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Home > Category Index for Science Quotations > Category Index Z > Category: Zoophyte

Zoophyte Quotes (5 quotes)

Are coral reefs growing from the depths of the oceans? ... [The] reply is a simple negative; and a single fact establishes its truth. The reef-forming coral zoophytes, as has been shown, cannot grow at greater depths than 100 or 120 feet; and therefore in seas deeper than this, the formation or growth of reefs over the bottom is impossible.
On Coral Reefs and Islands (1853), 138.
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In every living being there exists a capacity for endless diversity of form; each possesses the power of adapting its organization to the variations of the external world, and it is this power, called into activity by cosmic changes, which has enabled the simple zoophytes of the primitive world to climb to higher and higher stages of organization, and has brought endless variety into nature.
From Gottfried Reinold Treviranus, Biologie, oder Philosophie der lebenden Natur [Biology, or Philosophy of Animate Nature], quoted in Lecture 1, August Weismann (1904, 2nd German ed.) as translated in August Weismann, Margaret R. Thomson (trans.), The Evolution Theory, Vol 1., 18-19.
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The book of Nature is the book of Fate. She turns the gigantic pages,—leaf after leaf,—never re-turning one. One leaf she lays down, a floor of granite; then a thousand ages, and a bed of slate; a thousand ages, and a measure of coal; a thousand ages, and a layer of marl and mud: vegetable forms appear; her first misshapen animals, zoophyte, trilobium, fish; then, saurians,—rude forms, in which she has only blocked her future statue, concealing under these unwieldy monsters the fine type of her coming king. The face of the planet cools and dries, the races meliorate, and man is born. But when a race has lived its term, it comes no more again.
From 'Fate', collected in The Complete Works of Ralph Waldo Emerson, Volume 6: The Conduct of Life (1860), 15. This paragraph is the prose version of his poem, 'Song of Nature'.
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Why does such and such animal feed only on flesh, while another on plants? Where does one get the finesse of its sense of smell, or that of its hearing? What is the source of the prodigious strength of the muscles of birds? How is this force used to produce this amazing movement of flight? How does it come about that the bird sees equally well at quite different distances? What is the cause of the range and variety of its voice? Why is a reptile so lethargic? Why does a worm stay alive long after being divided? Why can a zoophyte live equally well with some parts of its body cut off? Is it presumed there could be natural history without these questions, and thousands of others like them, and do we think we can answer without a thorough comparative anatomy?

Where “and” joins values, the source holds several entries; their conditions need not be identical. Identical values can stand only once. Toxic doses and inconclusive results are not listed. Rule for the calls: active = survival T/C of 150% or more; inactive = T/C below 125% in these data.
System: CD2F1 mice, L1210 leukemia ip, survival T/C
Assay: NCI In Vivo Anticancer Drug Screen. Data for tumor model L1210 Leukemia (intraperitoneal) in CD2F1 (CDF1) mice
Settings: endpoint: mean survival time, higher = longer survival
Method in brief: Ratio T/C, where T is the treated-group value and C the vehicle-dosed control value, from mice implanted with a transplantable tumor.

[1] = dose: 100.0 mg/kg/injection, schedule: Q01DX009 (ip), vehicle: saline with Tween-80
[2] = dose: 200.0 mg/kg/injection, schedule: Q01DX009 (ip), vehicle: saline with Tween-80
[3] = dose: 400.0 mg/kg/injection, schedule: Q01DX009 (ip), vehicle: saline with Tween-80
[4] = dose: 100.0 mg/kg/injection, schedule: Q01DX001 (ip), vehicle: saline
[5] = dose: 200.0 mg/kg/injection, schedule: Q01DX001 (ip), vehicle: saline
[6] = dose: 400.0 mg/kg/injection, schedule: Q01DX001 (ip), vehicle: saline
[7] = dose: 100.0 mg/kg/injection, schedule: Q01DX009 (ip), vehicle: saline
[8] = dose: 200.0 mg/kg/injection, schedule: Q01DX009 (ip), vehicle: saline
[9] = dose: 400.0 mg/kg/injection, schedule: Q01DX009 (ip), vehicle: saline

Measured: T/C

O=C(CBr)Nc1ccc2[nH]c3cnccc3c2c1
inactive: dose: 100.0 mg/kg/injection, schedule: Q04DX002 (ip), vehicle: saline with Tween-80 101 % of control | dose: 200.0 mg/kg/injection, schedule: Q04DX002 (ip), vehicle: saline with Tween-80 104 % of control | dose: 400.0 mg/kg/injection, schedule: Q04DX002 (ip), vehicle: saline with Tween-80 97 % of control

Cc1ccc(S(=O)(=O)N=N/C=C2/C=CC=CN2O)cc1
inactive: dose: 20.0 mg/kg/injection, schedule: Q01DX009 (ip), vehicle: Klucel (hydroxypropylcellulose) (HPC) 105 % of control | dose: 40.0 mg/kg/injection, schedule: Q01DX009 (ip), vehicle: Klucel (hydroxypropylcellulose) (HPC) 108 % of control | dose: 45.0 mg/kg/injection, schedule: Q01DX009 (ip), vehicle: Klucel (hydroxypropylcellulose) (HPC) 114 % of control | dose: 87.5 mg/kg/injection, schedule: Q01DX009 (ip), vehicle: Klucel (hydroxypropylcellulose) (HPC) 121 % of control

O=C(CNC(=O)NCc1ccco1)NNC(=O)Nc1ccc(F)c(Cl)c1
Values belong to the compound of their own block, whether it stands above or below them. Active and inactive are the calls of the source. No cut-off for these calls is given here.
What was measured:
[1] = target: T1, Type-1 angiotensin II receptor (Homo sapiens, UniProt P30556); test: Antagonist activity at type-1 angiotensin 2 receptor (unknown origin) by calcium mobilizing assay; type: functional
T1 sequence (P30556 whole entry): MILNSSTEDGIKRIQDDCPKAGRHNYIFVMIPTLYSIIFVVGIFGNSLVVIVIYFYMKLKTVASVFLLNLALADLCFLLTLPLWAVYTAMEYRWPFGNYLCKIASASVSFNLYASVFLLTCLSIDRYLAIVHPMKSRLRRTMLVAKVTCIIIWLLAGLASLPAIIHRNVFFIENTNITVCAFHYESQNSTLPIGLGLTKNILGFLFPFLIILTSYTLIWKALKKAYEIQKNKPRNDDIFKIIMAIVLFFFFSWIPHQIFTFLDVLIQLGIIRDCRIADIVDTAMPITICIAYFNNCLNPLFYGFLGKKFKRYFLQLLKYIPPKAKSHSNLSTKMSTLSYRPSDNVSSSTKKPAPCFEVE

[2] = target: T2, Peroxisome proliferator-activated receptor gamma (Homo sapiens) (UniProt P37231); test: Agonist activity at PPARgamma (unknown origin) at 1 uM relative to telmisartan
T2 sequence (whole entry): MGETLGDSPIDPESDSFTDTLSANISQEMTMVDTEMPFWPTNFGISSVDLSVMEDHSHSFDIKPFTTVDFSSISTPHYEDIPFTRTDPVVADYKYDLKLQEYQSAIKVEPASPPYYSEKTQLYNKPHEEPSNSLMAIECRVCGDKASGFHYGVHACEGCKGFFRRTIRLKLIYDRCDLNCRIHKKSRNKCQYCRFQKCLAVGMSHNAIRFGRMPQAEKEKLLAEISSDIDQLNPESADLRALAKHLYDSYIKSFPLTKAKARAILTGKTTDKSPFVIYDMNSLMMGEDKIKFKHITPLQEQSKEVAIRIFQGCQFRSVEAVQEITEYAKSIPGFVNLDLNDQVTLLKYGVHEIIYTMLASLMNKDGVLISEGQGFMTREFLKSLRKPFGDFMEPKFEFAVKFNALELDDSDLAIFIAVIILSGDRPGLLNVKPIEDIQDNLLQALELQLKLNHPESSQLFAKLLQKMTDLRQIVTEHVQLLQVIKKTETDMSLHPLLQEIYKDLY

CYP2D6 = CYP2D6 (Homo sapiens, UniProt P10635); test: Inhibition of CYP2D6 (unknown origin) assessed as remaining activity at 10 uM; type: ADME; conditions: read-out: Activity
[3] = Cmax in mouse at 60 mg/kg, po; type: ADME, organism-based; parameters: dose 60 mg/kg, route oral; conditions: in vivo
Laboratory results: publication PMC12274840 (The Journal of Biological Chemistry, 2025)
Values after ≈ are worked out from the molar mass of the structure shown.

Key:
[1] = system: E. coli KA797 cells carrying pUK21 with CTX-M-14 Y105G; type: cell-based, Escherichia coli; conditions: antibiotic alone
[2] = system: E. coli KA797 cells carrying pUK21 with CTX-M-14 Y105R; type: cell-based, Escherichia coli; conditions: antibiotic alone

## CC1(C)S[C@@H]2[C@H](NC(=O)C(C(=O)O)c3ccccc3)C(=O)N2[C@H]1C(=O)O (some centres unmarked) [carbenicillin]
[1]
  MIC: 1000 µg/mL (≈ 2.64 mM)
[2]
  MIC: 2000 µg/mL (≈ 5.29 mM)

From 'Lettre à M. de la Cépède', collected in G. L. Duvernpy (ed.) Leçons d’Anatomie Comparée de Georges Cuvier: Tome IV, Première Partie: Corrigée et Augmentée (2nd ed. 1833), xxij. As translated and tweaked by Webmaster using online translation sites from the original French: “Pourquoi tel animal ne se nourrit-il que de chair, tel autre que de végétaux? D’où celui-ci tire-t-il la finesse de son odorat, ou celle de son ouïe? Quelle est la source de la force prodigieux des muscles des oiseaux? Comment cette force est-elle employée à produire ce mouvement si étonnant du vol? D’où viens que l’oiseau voit également bien à des distances si differentes? Quelles sont les causes de l’etendue, et de la variété de sa voix? Pourquoi tel reptile, est-il si engourdie? Pourquoi tel ver, conserve-t-il de la vie long-temps après être divisé? Pourquoi tel zoophyte peut-il vivre égalment bien, quelque partie de son corps que l’on en retranche. Suppose-t-on qu’il puisse exister une histoire naturelle sans ces questions, et des millieurs d’autres semblables, et des milliers d’autres semblables, y soient traitées, et croit-on pouvoir y répondre sans une anatomie compárée profonde?” [John Abernethy used this quote in a lecture to illustrate what animating motive caused Cuvier to strive so hard to find answers.]
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[Zoophytes (Protists, or simple life forms) are] the primitive types from which all the organisms of the higher classes had arisen by gradual development.
Entry for Gottfried Reinhold Treviranus in Encyclopedia Britannica (1911), Vol. 27, 255-256.
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Carl Sagan Thumbnail In science it often happens that scientists say, 'You know that's a really good argument; my position is mistaken,' and then they would actually change their minds and you never hear that old view from them again. They really do it. It doesn't happen as often as it should, because scientists are human and change is sometimes painful. But it happens every day. I cannot recall the last time something like that happened in politics or religion. (1987) -- Carl Sagan
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